Life with the Bellmonts

Mr. Bellmont is humble towards Frado. Jack accepts Frado since her skin is not very dark. His sister Mary resents Frado being there and wants her to go to the County Home instead. Mrs. Bellmont is not happy with Frado living with them but puts her to work doing household chores. Frado now lives in a new room, an unfinished chamber over the kitchen. As a year passes, Frado accepts that she is part of the Bellmont family. Jack buys Frado a dog named Fido, who becomes her friend and eases her loneliness.

Frado is allowed to attend school with Mary. One afternoon on their way home, Mary tries to force Frado into a stream but falls in instead. Mary runs home to tell her mother that Frado pushed her into the water. Frado receives a whipping from Mrs. Bellmont while Jack tries to defend the girl.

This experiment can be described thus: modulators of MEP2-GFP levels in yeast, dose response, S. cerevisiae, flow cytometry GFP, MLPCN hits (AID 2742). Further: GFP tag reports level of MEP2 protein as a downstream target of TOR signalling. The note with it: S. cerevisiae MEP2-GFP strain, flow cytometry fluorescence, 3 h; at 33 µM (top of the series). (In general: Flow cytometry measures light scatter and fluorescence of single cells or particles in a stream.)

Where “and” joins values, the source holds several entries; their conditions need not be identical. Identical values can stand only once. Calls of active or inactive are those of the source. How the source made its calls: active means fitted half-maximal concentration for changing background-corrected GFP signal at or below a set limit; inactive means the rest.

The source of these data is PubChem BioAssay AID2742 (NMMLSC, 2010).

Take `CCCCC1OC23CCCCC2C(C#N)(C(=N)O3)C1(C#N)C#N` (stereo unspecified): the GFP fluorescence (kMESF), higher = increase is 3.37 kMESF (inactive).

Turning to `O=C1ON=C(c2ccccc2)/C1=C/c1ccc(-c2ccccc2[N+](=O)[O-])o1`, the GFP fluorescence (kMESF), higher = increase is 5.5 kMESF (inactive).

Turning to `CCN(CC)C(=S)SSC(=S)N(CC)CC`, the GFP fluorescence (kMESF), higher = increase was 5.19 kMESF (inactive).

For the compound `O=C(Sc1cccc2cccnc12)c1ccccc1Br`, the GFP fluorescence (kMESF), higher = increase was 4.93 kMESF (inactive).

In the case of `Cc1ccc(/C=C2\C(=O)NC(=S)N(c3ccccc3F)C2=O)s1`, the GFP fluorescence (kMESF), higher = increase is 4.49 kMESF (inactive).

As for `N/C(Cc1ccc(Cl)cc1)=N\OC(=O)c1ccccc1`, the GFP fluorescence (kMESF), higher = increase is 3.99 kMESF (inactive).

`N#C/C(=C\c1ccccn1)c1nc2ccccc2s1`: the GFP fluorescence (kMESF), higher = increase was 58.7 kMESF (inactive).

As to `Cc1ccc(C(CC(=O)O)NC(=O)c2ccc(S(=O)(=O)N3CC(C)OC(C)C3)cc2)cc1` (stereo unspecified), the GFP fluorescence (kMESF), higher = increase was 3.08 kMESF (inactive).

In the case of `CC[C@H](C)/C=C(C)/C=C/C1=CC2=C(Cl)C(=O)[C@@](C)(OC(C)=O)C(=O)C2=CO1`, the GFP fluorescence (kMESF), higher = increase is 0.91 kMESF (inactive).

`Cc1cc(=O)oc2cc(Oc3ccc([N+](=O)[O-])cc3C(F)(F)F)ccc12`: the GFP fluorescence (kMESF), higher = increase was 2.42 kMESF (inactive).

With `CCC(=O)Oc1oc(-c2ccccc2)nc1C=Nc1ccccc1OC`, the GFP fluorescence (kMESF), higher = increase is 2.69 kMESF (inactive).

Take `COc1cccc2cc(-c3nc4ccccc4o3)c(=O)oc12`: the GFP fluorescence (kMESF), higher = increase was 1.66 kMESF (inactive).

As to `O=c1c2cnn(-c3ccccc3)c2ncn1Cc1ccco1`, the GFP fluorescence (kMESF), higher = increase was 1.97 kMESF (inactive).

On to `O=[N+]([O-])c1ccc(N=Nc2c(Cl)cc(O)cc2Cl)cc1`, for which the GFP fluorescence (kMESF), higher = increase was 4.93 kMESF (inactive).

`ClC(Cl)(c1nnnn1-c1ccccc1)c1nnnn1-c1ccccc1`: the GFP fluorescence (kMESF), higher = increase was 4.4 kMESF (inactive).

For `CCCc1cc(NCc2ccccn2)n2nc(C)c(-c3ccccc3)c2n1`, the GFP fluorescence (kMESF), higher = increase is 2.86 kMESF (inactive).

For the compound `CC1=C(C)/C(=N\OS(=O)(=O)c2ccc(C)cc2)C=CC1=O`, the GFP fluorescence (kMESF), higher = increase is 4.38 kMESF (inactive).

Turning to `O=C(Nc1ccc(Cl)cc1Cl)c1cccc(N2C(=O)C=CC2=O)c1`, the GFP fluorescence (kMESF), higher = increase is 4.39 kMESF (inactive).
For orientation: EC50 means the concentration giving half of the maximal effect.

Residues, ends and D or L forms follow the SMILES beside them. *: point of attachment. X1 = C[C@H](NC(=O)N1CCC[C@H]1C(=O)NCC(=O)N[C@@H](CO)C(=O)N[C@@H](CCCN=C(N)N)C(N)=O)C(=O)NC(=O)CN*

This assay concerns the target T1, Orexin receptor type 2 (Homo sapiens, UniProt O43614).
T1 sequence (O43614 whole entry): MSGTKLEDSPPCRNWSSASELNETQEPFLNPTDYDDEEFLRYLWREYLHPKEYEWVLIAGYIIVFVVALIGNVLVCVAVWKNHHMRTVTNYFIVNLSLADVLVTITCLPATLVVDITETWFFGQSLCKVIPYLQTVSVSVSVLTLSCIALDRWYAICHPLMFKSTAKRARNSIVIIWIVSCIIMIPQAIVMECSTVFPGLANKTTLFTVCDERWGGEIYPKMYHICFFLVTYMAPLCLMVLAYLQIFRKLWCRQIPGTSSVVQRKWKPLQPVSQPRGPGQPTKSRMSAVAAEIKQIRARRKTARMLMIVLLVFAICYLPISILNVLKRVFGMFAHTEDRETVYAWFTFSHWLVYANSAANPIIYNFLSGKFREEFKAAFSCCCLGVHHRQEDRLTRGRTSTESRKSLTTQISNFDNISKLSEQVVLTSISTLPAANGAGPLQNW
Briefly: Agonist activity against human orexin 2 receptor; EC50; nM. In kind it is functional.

Frado runs away; Mr. Bellmont, Jack and James search for her. After she is found she tells James that if God made him, Aunt Abby and Mrs. Bellmont white, then she dislikes God for making her black.

James has moved away. On the first day of spring a letter arrives from him about his declining health. He returns to visit the family. Mrs. Bellmont beats Frado senseless and says if she tells James, Mrs. Bellmont will “cut her tongue out”.

By November, James’ health starts to deteriorate further. Mary leaves home to nurse her brother Jake. James requests that Frado stay by his bed side until further notice. Mrs. Bellmont discovers Frado reading the Bible and speaks to her husband about Frado going to the evening meetings.

James dies the following spring.

Illness and sorrow